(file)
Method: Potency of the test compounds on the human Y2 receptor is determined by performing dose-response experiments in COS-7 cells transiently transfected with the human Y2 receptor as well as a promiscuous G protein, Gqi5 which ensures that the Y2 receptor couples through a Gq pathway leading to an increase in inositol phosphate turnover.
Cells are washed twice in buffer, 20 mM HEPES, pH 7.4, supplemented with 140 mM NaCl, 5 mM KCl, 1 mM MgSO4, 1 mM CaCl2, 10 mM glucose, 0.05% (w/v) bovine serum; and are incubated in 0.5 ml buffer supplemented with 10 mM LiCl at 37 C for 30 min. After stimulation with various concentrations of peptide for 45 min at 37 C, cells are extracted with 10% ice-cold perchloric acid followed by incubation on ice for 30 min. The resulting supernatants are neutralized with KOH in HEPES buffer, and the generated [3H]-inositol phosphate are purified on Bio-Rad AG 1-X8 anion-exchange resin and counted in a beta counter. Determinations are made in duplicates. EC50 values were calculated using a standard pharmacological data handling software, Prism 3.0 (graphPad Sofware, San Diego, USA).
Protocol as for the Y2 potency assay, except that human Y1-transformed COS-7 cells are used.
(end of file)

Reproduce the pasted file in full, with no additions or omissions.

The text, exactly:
Method: Potency of the test compounds on the human Y2 receptor is determined by performing dose-response experiments in COS-7 cells transiently transfected with the human Y2 receptor as well as a promiscuous G protein, Gqi5 which ensures that the Y2 receptor couples through a Gq pathway leading to an increase in inositol phosphate turnover.
Cells are washed twice in buffer, 20 mM HEPES, pH 7.4, supplemented with 140 mM NaCl, 5 mM KCl, 1 mM MgSO4, 1 mM CaCl2, 10 mM glucose, 0.05% (w/v) bovine serum; and are incubated in 0.5 ml buffer supplemented with 10 mM LiCl at 37 C for 30 min. After stimulation with various concentrations of peptide for 45 min at 37 C, cells are extracted with 10% ice-cold perchloric acid followed by incubation on ice for 30 min. The resulting supernatants are neutralized with KOH in HEPES buffer, and the generated [3H]-inositol phosphate are purified on Bio-Rad AG 1-X8 anion-exchange resin and counted in a beta counter. Determinations are made in duplicates. EC50 values were calculated using a standard pharmacological data handling software, Prism 3.0 (graphPad Sofware, San Diego, USA).
Protocol as for the Y2 potency assay, except that human Y1-transformed COS-7 cells are used.